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Grace Foster (far right, red shirt), a senior studying agricultural education in the Western Illinois University School of Agriculture, with individuals who helped with the wading-pool garden reno project at the Housing Authority of McDonough County's Eisenhower Tower. From L to R: Albert, gardener/Eisenhower Tower resident; Cheng- Lun Chu (C.L.) Tarantola, AmeriCorps volunteer/Peace Corps Fellows Program in Community Development at WIU; Sierra (First Presbyterian Church Food for Thought camper/volunteer); Hannah (First Presbyterian Church Food for Thought camper/volunteer); McKenzie Price (Food for Thought/VISTA volunteer); Jayden (First Presbyterian Church Food for Thought camper/volunteer); Jeremy (gardener/Eisenhower Tower resident); Brittany Doyle (Milan, IL), WIU senior (biology /chemistry) and VISTA volunteer for First Presbyterian Church Food for Thought program); Foster; and Barb, gardener/Eisenhower Tower resident.
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On-the-Job Rewards: WIU Ag Student Helps Out with Garden Renovation Project at Eisenhower Tower

July 23, 2014


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MACOMB, IL — For Grace Foster, a senior studying agricultural education in the Western Illinois University School of Agriculture, this summer has been filled with lessons in agronomy, mostly from her work at WIU's Allison Organic Research and Demonstration Farm. The New Lenox, IL, native has been working under Joel Gruver, assistant professor in the School of Ag and director of Western's Organic Research Program, this season. Foster, who wants to teach agriculture when she finishes her degree, said she specifically was interested in the job because she wanted to grow her agronomy knowledge and experience.

"Most of my ag background has been on the livestock side of the industry. I raised cattle and sheep and used to show them at county fairs. That's why I kind of feel like I needed the crop experience," Foster said. "So far this summer, we've finished planting, and we've done a lot of cultivating. I have also been able to help out with the research stuff going on at the Allison Farm," she added.

As part of her job this summer, Foster helps Gruver with tasks he needs done on and off the Allison Farm. So, last week, when he double-booked a couple of events, Gruver appointed her to lead a garden-renovation project with the residents of the Housing Authority of McDonough County's Eisenhower Tower. Although Foster hadn't previously worked on the wading-pool garden project (which Gruver and other WIU faculty members have been involved with over the years in Macomb), the activity turned out to be a valuable experience for her both personally and professionally.

"It was a really rewarding experience. As part of the project, we were helping one of the residents there, Barb F., renovate her garden, which she had planted to honor her deceased parents. You could tell it meant a lot to her. Because she's in a wheelchair, she couldn't do it by herself, so we were there to help," Foster explained. "And then we had a few kids, who are part of the First Presbyterian Church's Food for Thought gardening program, helping us, too. Being able to work with them enabled me to gain some experience teaching kids how to garden, which goes into my ag education career path," she added.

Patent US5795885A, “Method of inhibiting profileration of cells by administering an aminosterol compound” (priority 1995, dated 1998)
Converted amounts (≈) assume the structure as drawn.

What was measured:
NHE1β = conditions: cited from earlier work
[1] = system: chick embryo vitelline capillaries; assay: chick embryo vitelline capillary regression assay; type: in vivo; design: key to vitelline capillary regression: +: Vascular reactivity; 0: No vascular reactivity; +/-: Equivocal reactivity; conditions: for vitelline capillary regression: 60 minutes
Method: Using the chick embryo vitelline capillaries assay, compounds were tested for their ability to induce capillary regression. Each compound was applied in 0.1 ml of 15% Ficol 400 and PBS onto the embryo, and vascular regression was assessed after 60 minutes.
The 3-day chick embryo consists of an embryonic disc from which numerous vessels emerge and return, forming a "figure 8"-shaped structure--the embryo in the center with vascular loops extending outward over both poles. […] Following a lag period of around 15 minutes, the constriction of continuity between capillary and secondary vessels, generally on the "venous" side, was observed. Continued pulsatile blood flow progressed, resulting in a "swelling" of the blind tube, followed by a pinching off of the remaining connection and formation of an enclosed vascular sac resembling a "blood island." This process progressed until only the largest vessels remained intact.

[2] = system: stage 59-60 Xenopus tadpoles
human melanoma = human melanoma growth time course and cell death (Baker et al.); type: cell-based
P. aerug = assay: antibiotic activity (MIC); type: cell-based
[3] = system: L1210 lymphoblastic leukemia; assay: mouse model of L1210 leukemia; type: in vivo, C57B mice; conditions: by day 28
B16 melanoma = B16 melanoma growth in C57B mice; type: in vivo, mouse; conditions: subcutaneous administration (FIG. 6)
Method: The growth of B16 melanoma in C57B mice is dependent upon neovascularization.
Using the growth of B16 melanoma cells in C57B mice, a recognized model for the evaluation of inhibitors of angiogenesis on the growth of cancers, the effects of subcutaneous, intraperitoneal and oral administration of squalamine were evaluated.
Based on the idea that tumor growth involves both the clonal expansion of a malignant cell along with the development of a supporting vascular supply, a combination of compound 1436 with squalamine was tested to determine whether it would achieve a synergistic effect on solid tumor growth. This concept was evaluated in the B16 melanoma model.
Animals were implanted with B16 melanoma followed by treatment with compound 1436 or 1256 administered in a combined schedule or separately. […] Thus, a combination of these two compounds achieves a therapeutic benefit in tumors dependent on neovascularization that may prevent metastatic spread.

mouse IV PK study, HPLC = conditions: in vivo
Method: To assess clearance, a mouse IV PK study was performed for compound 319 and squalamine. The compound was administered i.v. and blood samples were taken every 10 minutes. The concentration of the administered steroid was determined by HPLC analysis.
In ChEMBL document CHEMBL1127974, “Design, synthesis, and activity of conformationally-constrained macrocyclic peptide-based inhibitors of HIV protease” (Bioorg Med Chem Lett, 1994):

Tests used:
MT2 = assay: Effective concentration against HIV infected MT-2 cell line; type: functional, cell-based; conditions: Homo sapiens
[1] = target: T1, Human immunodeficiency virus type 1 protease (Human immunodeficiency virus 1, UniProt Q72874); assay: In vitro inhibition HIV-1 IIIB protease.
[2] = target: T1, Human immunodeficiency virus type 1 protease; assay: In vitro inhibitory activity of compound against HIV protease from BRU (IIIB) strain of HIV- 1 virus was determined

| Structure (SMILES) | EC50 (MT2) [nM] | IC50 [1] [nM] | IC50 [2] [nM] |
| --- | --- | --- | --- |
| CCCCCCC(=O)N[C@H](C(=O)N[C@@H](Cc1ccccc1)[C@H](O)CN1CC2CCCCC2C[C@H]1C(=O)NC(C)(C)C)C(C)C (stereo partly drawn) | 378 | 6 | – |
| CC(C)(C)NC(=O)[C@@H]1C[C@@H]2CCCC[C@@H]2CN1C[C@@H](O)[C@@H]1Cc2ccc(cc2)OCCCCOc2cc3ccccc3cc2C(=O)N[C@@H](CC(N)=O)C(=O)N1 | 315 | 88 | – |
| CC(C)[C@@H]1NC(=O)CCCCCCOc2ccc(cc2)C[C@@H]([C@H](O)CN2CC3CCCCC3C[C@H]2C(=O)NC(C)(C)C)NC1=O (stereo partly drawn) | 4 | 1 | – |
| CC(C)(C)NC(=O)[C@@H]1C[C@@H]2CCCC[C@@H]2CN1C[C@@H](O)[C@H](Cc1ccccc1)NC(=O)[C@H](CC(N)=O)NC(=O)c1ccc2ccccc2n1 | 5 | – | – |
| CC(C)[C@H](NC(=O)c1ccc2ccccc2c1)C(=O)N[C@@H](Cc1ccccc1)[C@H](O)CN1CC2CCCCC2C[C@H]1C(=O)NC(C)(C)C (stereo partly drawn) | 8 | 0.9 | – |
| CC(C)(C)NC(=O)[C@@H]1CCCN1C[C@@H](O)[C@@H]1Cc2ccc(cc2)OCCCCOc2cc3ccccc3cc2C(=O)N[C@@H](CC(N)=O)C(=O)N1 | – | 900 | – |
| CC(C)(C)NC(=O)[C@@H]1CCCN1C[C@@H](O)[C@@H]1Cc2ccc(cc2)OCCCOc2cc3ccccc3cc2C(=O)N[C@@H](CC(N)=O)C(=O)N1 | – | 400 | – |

Rachel Lester, resident services manager at the Housing Authority of McDonough County (HAMC), said projects like the wading-pool garden at Eisenhower Tower provide the residents with therapeutic recreation time that improves the quality of their lives overall.

"We are glad that Joel has continued to be a community volunteer with us, with his wonderful agricultural knowledge, to help our residents maintain and support their garden projects. When you talk to the residents after they have participated in such a project, I think it's clear it's therapeutic for them," she noted. "Because of physical limitations or chronic illnesses that may keep them from being able to maintain the garden spaces on their own, we rely on community volunteers who help support our residents. And that is really where Joel comes in. He and his students have been wonderful supporters of us, showing us what to plant, how to plant and when to plant. They helped us with the idea of using the wading pools as inexpensive, raised garden beds for folks who have physical limitations or disabilities that prevent them from being able to get down and work the ground."

Other current Western students involved with garden-renovation project include C.L. Tarantola, a graduate student studying recreation, park and tourism administration (RPTA) in Western's Peace Corps Fellows Program in Community Development (Tarantola is currently serving as an AmeriCorps volunteer with the HAMC as part of her program at WIU), as well as Brittany Doyle (Milan, IL), a senior double majoring in biology and chemistry (who is also a VISTA volunteer for the First Presbyterian Church's Food for Thought program).

"It has been a great experience for all those involved over the years," said Gruver—who first started setting up wading pool gardens in Macomb in 2009 and the first pools at Eisenhower Tower in 2010.

For more information, contact Gruver at (309) 298-1215 or via email at J-Gruver@wiu.edu.

Posted By: Teresa Koltzenburg (TE-Koltzenburg@wiu.edu)
Office of University Relations